merry christmas and another gingerbread cookie recipe

magical gingerbread

Sometimes, you just gotta make a magical Christmas scene out of gingerbread. Sometimes, cookies are the only answer. Sometimes, 22 types of cookies just isn’t enough. Sometimes, gingerbread is all you need.

to start with

most important

Sometimes, Christmas is about these kinds of things. Of gingerbread, and ninjabread, of shortbread and yoyos and taking over someone else’s oven because yours stopped inexplicably stopped working in the middle of making a batch of the above biscuits. Or cookies, if you’re American. You know the word cookie most likely came from the Dutch koekje meaning “little cake”? This is especially cool for me since I have Dutch heritage.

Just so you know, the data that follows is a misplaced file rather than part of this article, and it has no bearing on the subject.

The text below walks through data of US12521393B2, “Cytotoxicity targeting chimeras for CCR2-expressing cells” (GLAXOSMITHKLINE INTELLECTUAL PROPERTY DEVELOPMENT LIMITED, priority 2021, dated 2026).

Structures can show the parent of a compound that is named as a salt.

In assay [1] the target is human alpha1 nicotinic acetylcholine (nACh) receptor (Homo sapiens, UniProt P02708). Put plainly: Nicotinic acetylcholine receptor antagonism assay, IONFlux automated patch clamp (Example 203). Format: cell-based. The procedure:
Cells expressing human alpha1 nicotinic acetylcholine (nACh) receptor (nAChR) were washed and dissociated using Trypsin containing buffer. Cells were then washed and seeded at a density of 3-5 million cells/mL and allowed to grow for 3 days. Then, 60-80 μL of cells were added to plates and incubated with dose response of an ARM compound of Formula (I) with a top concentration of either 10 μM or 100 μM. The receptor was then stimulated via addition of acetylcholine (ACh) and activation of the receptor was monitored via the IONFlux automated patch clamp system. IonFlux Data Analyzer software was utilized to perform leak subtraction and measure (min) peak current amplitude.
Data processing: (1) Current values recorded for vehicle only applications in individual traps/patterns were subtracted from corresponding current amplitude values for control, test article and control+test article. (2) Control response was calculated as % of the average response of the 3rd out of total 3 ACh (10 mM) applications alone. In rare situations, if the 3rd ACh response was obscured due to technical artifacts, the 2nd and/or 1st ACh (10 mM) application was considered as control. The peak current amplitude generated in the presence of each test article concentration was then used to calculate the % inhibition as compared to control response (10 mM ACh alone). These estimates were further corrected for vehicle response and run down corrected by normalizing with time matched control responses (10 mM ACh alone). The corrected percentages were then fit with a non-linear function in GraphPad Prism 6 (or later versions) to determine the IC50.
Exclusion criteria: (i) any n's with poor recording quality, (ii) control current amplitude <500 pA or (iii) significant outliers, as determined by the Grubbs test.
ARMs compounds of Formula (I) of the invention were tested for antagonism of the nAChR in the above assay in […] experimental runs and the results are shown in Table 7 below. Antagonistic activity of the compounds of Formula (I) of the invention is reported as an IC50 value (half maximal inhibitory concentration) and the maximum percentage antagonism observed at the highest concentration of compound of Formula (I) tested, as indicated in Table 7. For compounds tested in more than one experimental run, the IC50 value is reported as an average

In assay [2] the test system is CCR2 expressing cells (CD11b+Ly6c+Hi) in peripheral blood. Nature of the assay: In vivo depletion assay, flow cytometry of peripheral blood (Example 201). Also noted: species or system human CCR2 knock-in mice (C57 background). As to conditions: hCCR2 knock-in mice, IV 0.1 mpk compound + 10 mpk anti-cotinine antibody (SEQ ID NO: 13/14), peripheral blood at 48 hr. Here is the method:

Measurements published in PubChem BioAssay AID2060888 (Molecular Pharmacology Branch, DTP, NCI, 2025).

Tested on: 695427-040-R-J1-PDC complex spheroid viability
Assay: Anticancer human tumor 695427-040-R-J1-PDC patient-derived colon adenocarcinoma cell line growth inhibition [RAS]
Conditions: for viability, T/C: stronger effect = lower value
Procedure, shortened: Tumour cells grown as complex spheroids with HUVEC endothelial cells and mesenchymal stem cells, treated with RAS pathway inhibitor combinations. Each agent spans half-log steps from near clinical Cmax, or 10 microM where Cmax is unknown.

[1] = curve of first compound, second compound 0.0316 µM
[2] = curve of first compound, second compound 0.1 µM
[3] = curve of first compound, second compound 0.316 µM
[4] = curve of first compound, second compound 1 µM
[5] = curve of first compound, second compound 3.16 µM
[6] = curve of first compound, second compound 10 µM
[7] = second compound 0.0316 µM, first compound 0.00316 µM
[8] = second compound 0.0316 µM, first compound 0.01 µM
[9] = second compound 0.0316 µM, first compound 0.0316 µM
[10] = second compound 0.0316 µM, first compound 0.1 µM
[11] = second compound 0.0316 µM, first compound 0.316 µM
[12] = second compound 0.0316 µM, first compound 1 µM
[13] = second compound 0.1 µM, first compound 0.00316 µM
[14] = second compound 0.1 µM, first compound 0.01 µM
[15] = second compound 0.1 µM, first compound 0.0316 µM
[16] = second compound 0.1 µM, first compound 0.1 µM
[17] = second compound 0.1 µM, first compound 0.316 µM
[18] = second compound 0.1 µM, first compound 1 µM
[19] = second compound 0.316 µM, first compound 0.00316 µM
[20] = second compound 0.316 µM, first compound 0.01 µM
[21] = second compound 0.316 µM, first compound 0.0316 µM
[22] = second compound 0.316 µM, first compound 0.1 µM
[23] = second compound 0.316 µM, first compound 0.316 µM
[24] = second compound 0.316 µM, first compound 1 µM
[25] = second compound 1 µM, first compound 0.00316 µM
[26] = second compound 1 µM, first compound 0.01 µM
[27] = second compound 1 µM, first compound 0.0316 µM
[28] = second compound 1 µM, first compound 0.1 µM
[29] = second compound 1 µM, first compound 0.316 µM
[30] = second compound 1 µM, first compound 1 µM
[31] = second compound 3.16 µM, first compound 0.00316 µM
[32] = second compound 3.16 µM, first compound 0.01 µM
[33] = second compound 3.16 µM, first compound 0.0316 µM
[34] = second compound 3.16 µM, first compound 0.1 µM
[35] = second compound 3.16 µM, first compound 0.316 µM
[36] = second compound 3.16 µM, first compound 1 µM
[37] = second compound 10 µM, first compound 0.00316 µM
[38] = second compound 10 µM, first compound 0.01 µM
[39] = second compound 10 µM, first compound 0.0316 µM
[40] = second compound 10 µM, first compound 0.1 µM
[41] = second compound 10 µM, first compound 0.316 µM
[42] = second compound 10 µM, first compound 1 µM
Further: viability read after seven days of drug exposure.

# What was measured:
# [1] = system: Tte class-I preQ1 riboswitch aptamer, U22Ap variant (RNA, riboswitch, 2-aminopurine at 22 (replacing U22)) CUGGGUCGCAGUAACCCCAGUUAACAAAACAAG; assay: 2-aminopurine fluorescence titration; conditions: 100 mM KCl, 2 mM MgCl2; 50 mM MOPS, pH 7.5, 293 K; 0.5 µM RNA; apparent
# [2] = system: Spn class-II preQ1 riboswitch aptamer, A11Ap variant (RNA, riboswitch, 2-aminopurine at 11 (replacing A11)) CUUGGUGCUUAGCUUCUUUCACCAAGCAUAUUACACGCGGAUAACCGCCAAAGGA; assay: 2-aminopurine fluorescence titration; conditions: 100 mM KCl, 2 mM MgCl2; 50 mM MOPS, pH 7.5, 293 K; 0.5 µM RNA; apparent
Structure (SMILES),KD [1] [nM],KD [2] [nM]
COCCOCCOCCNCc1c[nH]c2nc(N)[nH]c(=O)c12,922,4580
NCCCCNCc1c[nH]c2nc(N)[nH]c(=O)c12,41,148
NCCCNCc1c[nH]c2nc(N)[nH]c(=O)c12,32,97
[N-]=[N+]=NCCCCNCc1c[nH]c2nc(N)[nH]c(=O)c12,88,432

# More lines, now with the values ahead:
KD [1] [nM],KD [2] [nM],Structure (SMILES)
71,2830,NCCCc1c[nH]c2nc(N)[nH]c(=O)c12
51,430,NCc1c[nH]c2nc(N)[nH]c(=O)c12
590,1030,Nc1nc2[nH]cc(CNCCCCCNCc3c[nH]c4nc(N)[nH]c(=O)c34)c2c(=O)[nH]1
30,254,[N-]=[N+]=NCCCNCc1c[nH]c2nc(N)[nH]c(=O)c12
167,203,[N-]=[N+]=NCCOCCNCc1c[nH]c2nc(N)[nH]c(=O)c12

flour

molasses

But sometimes, Christmas needs us to find its roots again amongst all the commercialism and competition. And not only that, but we need to find the de-sentimentalised Christmas. The Christmas that isn’t just about family and togetherness, lovejoypeaceJesus. Christmas is about more than that. Continue reading

swedish visiting cake

Every now and again, I get this urge to declutter. I have to get rid of my stuff and recently, it’s been gnawing at me a whole lot more. It’s not just the ‘oh, I have to tidy and I don’t really use that stuff anymore’; rather, I’m feeling like I need to live a lot simpler and enjoy life the way it was meant to be.

Plus, I have way too much stuff.